All candidates were asked whether or not the district and its students benefited from the previous board’s controversial decision to send in a deficit budget, which saw them fired and replaced by a single appointed trustee.

Leading off, deLure replied, "No. The citizens of this Valley got one administrator. They didn’t get to participate in any debate when decisions were made."

Spilsbury also thought the result was negative.

"We didn’t get additional funding. We lost our voice. I still feel strongly that it was against our oath of office, and was a bad model for students," she said.

Chicquen agreed. "This province underfunds education at all levels but that set a poor example. It was the demise of democracy and made this district a laughing stock," he said.

De Groot replied, "It depends. We didn’t have much of a local voice. We’ve lost so much. There are ways to better approach [something like that]. Being fired made a big splash in the newspaper but it didn’t benefit students."

Schmidt saw both sides. "My answer is yes and no. There were some difficult decisions made; some of them benefited kids. But who did the parents go to when we were fired? Their voices were silenced," she said.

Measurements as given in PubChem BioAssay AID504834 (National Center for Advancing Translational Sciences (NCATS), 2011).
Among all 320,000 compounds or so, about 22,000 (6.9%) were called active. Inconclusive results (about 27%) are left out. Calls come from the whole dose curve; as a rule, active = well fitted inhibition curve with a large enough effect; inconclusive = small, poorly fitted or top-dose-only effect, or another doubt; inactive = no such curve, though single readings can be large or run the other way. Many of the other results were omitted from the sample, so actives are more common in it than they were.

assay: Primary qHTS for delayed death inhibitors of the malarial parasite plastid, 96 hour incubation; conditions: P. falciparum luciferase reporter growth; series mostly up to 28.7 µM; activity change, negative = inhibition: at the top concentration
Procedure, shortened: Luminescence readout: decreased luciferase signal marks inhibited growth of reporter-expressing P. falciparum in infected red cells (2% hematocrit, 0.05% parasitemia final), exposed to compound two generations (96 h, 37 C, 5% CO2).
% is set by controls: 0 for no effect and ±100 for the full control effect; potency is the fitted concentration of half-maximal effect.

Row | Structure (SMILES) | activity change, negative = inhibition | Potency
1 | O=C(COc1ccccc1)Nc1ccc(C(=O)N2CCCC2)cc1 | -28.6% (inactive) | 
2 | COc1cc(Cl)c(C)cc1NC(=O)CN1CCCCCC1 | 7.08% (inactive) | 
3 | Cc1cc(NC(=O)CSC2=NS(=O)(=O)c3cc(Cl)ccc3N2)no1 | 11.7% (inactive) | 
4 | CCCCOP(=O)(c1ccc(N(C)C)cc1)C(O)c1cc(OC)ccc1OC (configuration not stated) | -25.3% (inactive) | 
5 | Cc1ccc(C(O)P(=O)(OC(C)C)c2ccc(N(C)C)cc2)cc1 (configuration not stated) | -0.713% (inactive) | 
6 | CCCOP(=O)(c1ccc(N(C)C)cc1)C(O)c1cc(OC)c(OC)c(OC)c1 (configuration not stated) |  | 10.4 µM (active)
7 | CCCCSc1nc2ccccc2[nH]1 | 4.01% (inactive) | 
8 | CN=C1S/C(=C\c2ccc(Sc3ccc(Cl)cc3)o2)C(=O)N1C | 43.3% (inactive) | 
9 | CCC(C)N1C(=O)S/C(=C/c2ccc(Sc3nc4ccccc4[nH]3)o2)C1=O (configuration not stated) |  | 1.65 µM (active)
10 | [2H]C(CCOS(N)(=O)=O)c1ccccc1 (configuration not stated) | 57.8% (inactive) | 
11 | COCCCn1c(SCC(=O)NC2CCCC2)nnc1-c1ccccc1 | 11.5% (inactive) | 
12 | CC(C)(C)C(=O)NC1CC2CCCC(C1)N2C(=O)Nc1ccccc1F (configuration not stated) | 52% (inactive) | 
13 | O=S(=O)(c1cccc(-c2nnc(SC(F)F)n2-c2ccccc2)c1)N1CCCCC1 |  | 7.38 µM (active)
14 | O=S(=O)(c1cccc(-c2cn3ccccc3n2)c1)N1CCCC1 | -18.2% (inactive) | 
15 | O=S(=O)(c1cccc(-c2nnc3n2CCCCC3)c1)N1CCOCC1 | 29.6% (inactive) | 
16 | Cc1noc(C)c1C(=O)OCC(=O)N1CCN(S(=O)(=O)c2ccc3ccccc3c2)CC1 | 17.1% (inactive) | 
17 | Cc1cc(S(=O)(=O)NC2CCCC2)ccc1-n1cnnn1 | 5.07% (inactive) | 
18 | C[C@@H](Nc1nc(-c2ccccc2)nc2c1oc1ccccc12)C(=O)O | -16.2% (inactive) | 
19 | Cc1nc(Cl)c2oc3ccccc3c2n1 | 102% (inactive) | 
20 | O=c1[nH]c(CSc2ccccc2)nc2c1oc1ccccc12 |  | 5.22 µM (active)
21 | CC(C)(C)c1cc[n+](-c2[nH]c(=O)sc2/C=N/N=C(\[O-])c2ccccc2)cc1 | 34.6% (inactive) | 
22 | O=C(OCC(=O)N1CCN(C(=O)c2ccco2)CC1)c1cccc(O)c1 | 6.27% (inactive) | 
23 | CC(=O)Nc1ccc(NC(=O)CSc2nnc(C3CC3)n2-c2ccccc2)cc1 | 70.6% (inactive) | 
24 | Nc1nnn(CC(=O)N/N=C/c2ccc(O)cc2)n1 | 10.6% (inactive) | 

Two additional members of the Students First team, Rob Hutchins and Joe Thorne were unable to attend the Lake Cowichan meeting.

Thorne has worked closely with both the school district and Vancouver Island University towards developing and implementing a successful trades training program for aboriginal students.

He has brought students to board meetings to talk about how much they are enjoying the chance to move their lives forward through education.

Hutchins, who has been mayor of Ladysmith and chair of the Cowichan Valley Regional District board, is now trying for a board seat in addition to running for Ladysmith council.

He said he liked the Students First group because of their pledge to honour the School Act and pass a balanced budget.

He also wants to see "success for all students including improved graduation and transition rates, Aboriginal Education, special needs support, early learning and earlier intervention for children needing literacy assistance."

Get local stories you won't find anywhere else right to your inbox.